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When Your Relationship Gets Serious

By trent hamm · August 6th, 2008 · The Road to Wellness
One thing I feel I did right earlier in my life was building a strong, communication-based relationship with my wife in the years before our marriage. We talked about everything, building up to a point where no topic was off limits between us and we could expect a truly honest answer from each other. From that communication came a strong foundation of love and trust.

Before you get started, realize that total honesty is the only answer here if you expect to have a long, lasting and loving relationship. Once you finally get up the courage to address these issues, don't hold anything back.

If you find yourself biting your lip or tucking away a little piece of information or two, you're creating a relationship of mistrust.

Expect some disagreement and don't expect to answer these questions immediately. Often, fundamental decisions aren't made in an afternoon. If something seems like it's building to a serious disagreement and you're not making any progress, let a few weeks pass before talking about it again.

Things to Talk About
� Where do you see us being in five years?

Ten years? Twenty-five years? Try to flesh out as much as you can here but realize that the future isn't set in stone. The reason for discussing this is so that you have some idea what your dreams and the goals look like for each other.

� What does your complete financial state look like? Lay everything out. Every debt. Every drop of income. Everything. Don't hide that $4,000 credit card statement or you're just building a foundation on top of a lie.

� Should we share our money or maintain separate accounts? Who should be the primary caretaker of the accounts? Talk it out and figure out what's right for you.

� When do we intend to make major shared purchases, like a house? How much do we intend to spend on such a purchase (roughly)? This is one area where people often just assume that their partner sees things the same way that they do. It's not true. My wife and I had very different views on when a house purchase was appropriate.

� Are children a possibility? Make sure you're on the same page when it comes to children, because while having a child is a deeply fulfilling endeavor it's also an expensive one, often more of a commitment than people without children even realize.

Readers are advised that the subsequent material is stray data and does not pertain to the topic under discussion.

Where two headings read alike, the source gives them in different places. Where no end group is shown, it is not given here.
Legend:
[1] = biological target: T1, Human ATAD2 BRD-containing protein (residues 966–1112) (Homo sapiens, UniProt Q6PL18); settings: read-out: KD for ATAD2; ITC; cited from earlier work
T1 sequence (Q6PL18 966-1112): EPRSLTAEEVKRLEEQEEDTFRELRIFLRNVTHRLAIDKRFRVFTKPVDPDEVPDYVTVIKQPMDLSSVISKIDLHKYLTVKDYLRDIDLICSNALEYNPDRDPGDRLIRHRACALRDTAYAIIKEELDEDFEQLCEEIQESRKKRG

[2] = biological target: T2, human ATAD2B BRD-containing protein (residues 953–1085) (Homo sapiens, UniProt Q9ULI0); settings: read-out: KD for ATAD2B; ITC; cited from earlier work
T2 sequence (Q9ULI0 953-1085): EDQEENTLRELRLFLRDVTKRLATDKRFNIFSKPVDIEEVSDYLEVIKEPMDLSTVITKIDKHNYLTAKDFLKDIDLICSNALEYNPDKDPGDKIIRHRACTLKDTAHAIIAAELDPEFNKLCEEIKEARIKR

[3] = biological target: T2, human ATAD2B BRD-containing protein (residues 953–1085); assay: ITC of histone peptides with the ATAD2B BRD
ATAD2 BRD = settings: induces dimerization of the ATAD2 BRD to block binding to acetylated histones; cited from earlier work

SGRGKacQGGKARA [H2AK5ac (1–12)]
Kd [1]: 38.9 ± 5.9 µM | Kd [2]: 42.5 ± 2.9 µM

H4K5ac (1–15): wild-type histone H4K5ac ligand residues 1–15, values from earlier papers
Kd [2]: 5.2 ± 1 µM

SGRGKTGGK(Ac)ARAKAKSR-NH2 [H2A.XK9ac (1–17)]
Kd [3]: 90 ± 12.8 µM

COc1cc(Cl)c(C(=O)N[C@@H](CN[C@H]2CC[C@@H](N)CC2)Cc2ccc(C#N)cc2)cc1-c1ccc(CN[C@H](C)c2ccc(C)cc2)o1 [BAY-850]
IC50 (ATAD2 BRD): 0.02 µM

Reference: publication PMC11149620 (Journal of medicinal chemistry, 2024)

� Are we both committed to our career path? Sometimes the support of a spouse provides a strong situation for one member of a marriage to make a career leap they wouldn't have otherwise considered.

� Are we both saving for retirement? When's the retirement target? Make sure that you're both aware of what the other is doing and that you realize that without putting money away for that inevitable day you'll likely never retire.

� Do we want an urban, suburban or rural life? You might think the answer is self-evident, but it's often not.

� What's our financial risk tolerance? Can we tolerate short-term losses to aim for long-term gains? For some, losing some money in the short run is completely fine if it means some years of 20 percent returns down the road. For others, watching the balance of their investments drop like a rock over years is just too painful.

� What's the balance between work and leisure? There are problems when one person's expectations completely miss the behavior of the other partner.

� Is a prenuptial agreement appropriate? Is one of you bringing far more into the marriage than the other or expecting to earn far more than the other during the marriage?

� Are there any known burdens that will likely crop up in the future? For example, does one of you have an ailing parent who might need special care? What about dependent, pre-existing children? Do one of you have a major illness that might start showing symptoms?

I strongly encourage any couple considering spending their lives together to take the time and each read Your Money or Your Life and Smart Couples Finish Rich, but do it together.

One technique my wife and I found useful was reading a chapter of such a book aloud on long car trips, with the passenger reading and then both partners discussing the topics. We would just stop and start talking whenever an important point came up, and we wound up discovering a lot about each other.

No matter what you do, don't put off these conversations. They can be the key to establishing a strong foundation for your relationship and building a much stronger understanding of each other.

In fact, if you've never opened such a door with your partner, today is the best day to do it -- tomorrow it's very easy to find a reason to put this off.


TRENT HAMM blogs about personal finance at www.thesimpledollar.com.

 
 
 
 

 

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